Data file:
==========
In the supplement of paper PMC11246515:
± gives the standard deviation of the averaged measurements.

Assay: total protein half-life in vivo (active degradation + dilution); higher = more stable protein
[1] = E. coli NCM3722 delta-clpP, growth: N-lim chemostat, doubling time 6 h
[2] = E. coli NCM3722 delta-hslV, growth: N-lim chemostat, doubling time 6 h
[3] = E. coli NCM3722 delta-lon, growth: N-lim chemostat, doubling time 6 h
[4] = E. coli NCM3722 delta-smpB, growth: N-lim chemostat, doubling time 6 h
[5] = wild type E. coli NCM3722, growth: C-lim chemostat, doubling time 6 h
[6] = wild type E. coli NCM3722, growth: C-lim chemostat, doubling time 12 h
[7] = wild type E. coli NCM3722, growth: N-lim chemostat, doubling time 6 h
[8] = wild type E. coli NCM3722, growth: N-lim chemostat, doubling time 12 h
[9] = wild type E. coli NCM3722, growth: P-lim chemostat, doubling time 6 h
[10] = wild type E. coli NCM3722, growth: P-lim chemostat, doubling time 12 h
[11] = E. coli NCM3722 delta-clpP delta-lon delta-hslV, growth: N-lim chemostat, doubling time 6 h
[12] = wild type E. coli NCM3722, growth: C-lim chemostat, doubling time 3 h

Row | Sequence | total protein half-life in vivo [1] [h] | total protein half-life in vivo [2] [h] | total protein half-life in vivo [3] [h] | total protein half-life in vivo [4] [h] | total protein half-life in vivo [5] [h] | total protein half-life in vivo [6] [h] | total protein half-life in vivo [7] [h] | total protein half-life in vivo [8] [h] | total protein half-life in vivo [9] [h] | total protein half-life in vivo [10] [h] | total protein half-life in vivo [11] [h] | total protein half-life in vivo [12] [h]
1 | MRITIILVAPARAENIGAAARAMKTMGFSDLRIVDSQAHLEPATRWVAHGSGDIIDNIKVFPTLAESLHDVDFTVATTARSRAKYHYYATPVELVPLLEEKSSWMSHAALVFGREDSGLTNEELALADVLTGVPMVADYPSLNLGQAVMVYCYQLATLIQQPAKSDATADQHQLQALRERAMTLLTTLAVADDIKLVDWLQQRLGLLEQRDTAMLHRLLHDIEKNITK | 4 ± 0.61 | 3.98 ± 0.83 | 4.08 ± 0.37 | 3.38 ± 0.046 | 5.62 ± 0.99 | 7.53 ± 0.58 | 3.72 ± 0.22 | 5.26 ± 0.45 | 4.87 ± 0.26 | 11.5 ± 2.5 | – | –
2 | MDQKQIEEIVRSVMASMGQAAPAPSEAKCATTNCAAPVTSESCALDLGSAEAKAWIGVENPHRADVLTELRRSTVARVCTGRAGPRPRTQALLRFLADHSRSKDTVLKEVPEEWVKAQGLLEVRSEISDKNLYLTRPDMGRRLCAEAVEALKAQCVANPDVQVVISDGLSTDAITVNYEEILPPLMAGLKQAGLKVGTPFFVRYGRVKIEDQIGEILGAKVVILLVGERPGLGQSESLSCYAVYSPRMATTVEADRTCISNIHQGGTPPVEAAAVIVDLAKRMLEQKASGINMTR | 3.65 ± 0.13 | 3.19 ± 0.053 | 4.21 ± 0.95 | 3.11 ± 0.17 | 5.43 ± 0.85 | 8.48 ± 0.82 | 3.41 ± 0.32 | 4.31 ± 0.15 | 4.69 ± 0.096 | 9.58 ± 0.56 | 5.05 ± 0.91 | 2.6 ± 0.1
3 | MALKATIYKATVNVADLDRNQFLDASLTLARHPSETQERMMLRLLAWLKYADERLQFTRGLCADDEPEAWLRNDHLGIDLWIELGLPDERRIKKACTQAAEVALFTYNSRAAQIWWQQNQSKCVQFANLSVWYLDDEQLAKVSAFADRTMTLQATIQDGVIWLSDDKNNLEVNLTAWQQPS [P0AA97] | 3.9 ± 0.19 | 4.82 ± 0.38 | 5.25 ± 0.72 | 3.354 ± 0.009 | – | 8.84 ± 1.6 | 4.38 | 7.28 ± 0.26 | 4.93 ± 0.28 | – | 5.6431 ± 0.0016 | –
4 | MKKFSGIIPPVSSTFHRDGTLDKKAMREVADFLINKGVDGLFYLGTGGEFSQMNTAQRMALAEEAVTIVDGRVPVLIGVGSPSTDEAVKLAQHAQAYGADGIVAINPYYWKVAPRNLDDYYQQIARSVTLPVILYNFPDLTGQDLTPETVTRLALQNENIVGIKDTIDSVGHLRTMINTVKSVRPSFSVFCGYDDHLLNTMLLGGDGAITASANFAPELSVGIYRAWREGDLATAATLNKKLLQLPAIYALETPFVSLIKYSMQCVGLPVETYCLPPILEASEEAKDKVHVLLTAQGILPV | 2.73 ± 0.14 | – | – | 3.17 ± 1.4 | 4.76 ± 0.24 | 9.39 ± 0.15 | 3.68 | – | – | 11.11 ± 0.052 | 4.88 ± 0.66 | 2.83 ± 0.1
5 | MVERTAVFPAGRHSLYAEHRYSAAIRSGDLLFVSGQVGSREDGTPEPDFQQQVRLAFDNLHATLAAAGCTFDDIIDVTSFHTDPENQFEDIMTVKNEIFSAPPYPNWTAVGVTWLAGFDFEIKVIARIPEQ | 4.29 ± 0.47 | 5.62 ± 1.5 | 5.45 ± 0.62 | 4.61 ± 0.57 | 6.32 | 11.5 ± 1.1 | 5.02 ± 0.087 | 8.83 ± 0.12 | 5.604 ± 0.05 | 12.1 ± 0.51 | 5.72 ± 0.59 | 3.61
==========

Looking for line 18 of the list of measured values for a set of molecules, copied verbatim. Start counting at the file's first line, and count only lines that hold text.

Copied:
2 | MDQKQIEEIVRSVMASMGQAAPAPSEAKCATTNCAAPVTSESCALDLGSAEAKAWIGVENPHRADVLTELRRSTVARVCTGRAGPRPRTQALLRFLADHSRSKDTVLKEVPEEWVKAQGLLEVRSEISDKNLYLTRPDMGRRLCAEAVEALKAQCVANPDVQVVISDGLSTDAITVNYEEILPPLMAGLKQAGLKVGTPFFVRYGRVKIEDQIGEILGAKVVILLVGERPGLGQSESLSCYAVYSPRMATTVEADRTCISNIHQGGTPPVEAAAVIVDLAKRMLEQKASGINMTR | 3.65 ± 0.13 | 3.19 ± 0.053 | 4.21 ± 0.95 | 3.11 ± 0.17 | 5.43 ± 0.85 | 8.48 ± 0.82 | 3.41 ± 0.32 | 4.31 ± 0.15 | 4.69 ± 0.096 | 9.58 ± 0.56 | 5.05 ± 0.91 | 2.6 ± 0.1